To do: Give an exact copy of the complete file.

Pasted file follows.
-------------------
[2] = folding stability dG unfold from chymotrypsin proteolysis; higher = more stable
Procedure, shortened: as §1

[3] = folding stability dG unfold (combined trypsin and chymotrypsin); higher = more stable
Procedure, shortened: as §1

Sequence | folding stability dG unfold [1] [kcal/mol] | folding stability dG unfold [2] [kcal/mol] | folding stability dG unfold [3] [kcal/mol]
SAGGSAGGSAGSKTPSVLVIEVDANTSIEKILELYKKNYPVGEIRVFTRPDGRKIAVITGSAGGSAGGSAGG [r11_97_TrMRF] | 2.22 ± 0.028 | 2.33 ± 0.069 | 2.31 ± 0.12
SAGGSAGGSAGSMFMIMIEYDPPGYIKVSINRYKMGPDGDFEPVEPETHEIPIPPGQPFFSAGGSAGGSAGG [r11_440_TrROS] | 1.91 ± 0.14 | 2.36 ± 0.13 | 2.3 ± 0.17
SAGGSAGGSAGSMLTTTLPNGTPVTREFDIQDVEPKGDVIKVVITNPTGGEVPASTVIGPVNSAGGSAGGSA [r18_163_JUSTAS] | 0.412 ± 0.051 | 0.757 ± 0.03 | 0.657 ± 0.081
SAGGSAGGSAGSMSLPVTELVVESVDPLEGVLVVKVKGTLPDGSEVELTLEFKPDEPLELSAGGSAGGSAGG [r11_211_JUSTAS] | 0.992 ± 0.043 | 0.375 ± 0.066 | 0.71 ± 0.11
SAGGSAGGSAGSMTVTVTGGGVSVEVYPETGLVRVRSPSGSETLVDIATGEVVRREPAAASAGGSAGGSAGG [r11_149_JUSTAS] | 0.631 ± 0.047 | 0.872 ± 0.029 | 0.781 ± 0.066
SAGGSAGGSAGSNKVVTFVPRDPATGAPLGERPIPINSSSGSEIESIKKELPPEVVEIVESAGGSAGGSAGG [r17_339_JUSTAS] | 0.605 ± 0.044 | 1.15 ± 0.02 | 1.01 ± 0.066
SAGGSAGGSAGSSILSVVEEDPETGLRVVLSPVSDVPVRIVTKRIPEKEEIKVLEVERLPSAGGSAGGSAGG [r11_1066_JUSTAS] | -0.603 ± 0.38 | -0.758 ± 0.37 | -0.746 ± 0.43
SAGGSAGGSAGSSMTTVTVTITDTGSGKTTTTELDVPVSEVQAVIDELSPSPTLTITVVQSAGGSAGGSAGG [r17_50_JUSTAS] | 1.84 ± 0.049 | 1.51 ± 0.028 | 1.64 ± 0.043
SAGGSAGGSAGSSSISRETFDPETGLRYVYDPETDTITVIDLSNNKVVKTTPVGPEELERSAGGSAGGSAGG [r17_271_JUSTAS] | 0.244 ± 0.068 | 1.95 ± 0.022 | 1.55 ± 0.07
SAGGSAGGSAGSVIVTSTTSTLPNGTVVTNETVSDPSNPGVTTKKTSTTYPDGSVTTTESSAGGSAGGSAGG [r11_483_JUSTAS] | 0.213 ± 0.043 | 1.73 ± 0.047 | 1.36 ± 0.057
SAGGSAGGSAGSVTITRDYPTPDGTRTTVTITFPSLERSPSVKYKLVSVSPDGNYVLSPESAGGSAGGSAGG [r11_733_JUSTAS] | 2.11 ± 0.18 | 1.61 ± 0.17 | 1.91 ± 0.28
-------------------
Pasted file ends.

[2] = folding stability dG unfold from chymotrypsin proteolysis; higher = more stable
Procedure, shortened: as §1

[3] = folding stability dG unfold (combined trypsin and chymotrypsin); higher = more stable
Procedure, shortened: as §1

Sequence | folding stability dG unfold [1] [kcal/mol] | folding stability dG unfold [2] [kcal/mol] | folding stability dG unfold [3] [kcal/mol]
SAGGSAGGSAGSKTPSVLVIEVDANTSIEKILELYKKNYPVGEIRVFTRPDGRKIAVITGSAGGSAGGSAGG [r11_97_TrMRF] | 2.22 ± 0.028 | 2.33 ± 0.069 | 2.31 ± 0.12
SAGGSAGGSAGSMFMIMIEYDPPGYIKVSINRYKMGPDGDFEPVEPETHEIPIPPGQPFFSAGGSAGGSAGG [r11_440_TrROS] | 1.91 ± 0.14 | 2.36 ± 0.13 | 2.3 ± 0.17
SAGGSAGGSAGSMLTTTLPNGTPVTREFDIQDVEPKGDVIKVVITNPTGGEVPASTVIGPVNSAGGSAGGSA [r18_163_JUSTAS] | 0.412 ± 0.051 | 0.757 ± 0.03 | 0.657 ± 0.081
SAGGSAGGSAGSMSLPVTELVVESVDPLEGVLVVKVKGTLPDGSEVELTLEFKPDEPLELSAGGSAGGSAGG [r11_211_JUSTAS] | 0.992 ± 0.043 | 0.375 ± 0.066 | 0.71 ± 0.11
SAGGSAGGSAGSMTVTVTGGGVSVEVYPETGLVRVRSPSGSETLVDIATGEVVRREPAAASAGGSAGGSAGG [r11_149_JUSTAS] | 0.631 ± 0.047 | 0.872 ± 0.029 | 0.781 ± 0.066
SAGGSAGGSAGSNKVVTFVPRDPATGAPLGERPIPINSSSGSEIESIKKELPPEVVEIVESAGGSAGGSAGG [r17_339_JUSTAS] | 0.605 ± 0.044 | 1.15 ± 0.02 | 1.01 ± 0.066
SAGGSAGGSAGSSILSVVEEDPETGLRVVLSPVSDVPVRIVTKRIPEKEEIKVLEVERLPSAGGSAGGSAGG [r11_1066_JUSTAS] | -0.603 ± 0.38 | -0.758 ± 0.37 | -0.746 ± 0.43
SAGGSAGGSAGSSMTTVTVTITDTGSGKTTTTELDVPVSEVQAVIDELSPSPTLTITVVQSAGGSAGGSAGG [r17_50_JUSTAS] | 1.84 ± 0.049 | 1.51 ± 0.028 | 1.64 ± 0.043
SAGGSAGGSAGSSSISRETFDPETGLRYVYDPETDTITVIDLSNNKVVKTTPVGPEELERSAGGSAGGSAGG [r17_271_JUSTAS] | 0.244 ± 0.068 | 1.95 ± 0.022 | 1.55 ± 0.07
SAGGSAGGSAGSVIVTSTTSTLPNGTVVTNETVSDPSNPGVTTKKTSTTYPDGSVTTTESSAGGSAGGSAGG [r11_483_JUSTAS] | 0.213 ± 0.043 | 1.73 ± 0.047 | 1.36 ± 0.057
SAGGSAGGSAGSVTITRDYPTPDGTRTTVTITFPSLERSPSVKYKLVSVSPDGNYVLSPESAGGSAGGSAGG [r11_733_JUSTAS] | 2.11 ± 0.18 | 1.61 ± 0.17 | 1.91 ± 0.28